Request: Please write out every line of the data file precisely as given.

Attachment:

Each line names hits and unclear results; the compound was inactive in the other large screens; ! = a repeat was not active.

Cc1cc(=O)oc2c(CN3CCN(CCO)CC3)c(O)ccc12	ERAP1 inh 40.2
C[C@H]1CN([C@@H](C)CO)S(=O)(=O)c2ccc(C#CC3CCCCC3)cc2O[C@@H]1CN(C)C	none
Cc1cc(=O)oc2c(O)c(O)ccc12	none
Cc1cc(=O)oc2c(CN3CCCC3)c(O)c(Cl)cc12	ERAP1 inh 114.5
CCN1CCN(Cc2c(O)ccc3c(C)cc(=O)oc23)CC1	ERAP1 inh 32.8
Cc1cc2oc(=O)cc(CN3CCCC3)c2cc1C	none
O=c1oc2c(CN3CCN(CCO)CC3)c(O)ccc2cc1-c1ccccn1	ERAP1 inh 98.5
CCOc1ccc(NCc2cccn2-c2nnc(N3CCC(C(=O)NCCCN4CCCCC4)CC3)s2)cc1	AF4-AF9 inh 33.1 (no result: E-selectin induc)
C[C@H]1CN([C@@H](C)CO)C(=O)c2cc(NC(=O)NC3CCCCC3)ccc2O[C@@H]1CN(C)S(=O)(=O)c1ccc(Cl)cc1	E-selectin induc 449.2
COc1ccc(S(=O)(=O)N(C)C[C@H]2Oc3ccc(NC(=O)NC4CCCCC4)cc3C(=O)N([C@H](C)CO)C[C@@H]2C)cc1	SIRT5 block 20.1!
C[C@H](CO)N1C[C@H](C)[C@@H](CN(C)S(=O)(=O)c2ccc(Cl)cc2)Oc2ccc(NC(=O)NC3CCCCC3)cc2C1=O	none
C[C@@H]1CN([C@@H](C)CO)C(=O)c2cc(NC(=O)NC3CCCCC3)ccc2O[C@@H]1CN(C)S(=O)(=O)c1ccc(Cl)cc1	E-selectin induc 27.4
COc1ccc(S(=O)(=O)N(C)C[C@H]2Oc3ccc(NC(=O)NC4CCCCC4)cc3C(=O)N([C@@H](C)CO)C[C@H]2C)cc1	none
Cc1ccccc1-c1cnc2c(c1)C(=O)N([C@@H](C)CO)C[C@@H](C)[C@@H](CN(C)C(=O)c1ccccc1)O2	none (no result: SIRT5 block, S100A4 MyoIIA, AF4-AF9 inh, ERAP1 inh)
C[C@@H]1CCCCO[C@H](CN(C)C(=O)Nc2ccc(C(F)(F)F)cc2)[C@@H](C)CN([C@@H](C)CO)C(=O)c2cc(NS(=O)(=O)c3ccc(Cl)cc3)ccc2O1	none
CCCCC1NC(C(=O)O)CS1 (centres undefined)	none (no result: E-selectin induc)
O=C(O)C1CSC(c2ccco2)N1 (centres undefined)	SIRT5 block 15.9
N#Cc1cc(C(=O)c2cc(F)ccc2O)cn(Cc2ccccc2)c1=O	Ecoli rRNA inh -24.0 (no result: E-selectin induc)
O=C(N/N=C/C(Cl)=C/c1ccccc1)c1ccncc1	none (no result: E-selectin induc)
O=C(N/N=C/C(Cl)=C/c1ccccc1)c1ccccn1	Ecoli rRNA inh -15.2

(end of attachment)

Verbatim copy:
Each line names hits and unclear results; the compound was inactive in the other large screens; ! = a repeat was not active.

Cc1cc(=O)oc2c(CN3CCN(CCO)CC3)c(O)ccc12	ERAP1 inh 40.2
C[C@H]1CN([C@@H](C)CO)S(=O)(=O)c2ccc(C#CC3CCCCC3)cc2O[C@@H]1CN(C)C	none
Cc1cc(=O)oc2c(O)c(O)ccc12	none
Cc1cc(=O)oc2c(CN3CCCC3)c(O)c(Cl)cc12	ERAP1 inh 114.5
CCN1CCN(Cc2c(O)ccc3c(C)cc(=O)oc23)CC1	ERAP1 inh 32.8
Cc1cc2oc(=O)cc(CN3CCCC3)c2cc1C	none
O=c1oc2c(CN3CCN(CCO)CC3)c(O)ccc2cc1-c1ccccn1	ERAP1 inh 98.5
CCOc1ccc(NCc2cccn2-c2nnc(N3CCC(C(=O)NCCCN4CCCCC4)CC3)s2)cc1	AF4-AF9 inh 33.1 (no result: E-selectin induc)
C[C@H]1CN([C@@H](C)CO)C(=O)c2cc(NC(=O)NC3CCCCC3)ccc2O[C@@H]1CN(C)S(=O)(=O)c1ccc(Cl)cc1	E-selectin induc 449.2
COc1ccc(S(=O)(=O)N(C)C[C@H]2Oc3ccc(NC(=O)NC4CCCCC4)cc3C(=O)N([C@H](C)CO)C[C@@H]2C)cc1	SIRT5 block 20.1!
C[C@H](CO)N1C[C@H](C)[C@@H](CN(C)S(=O)(=O)c2ccc(Cl)cc2)Oc2ccc(NC(=O)NC3CCCCC3)cc2C1=O	none
C[C@@H]1CN([C@@H](C)CO)C(=O)c2cc(NC(=O)NC3CCCCC3)ccc2O[C@@H]1CN(C)S(=O)(=O)c1ccc(Cl)cc1	E-selectin induc 27.4
COc1ccc(S(=O)(=O)N(C)C[C@H]2Oc3ccc(NC(=O)NC4CCCCC4)cc3C(=O)N([C@@H](C)CO)C[C@H]2C)cc1	none
Cc1ccccc1-c1cnc2c(c1)C(=O)N([C@@H](C)CO)C[C@@H](C)[C@@H](CN(C)C(=O)c1ccccc1)O2	none (no result: SIRT5 block, S100A4 MyoIIA, AF4-AF9 inh, ERAP1 inh)
C[C@@H]1CCCCO[C@H](CN(C)C(=O)Nc2ccc(C(F)(F)F)cc2)[C@@H](C)CN([C@@H](C)CO)C(=O)c2cc(NS(=O)(=O)c3ccc(Cl)cc3)ccc2O1	none
CCCCC1NC(C(=O)O)CS1 (centres undefined)	none (no result: E-selectin induc)
O=C(O)C1CSC(c2ccco2)N1 (centres undefined)	SIRT5 block 15.9
N#Cc1cc(C(=O)c2cc(F)ccc2O)cn(Cc2ccccc2)c1=O	Ecoli rRNA inh -24.0 (no result: E-selectin induc)
O=C(N/N=C/C(Cl)=C/c1ccccc1)c1ccncc1	none (no result: E-selectin induc)
O=C(N/N=C/C(Cl)=C/c1ccccc1)c1ccccn1	Ecoli rRNA inh -15.2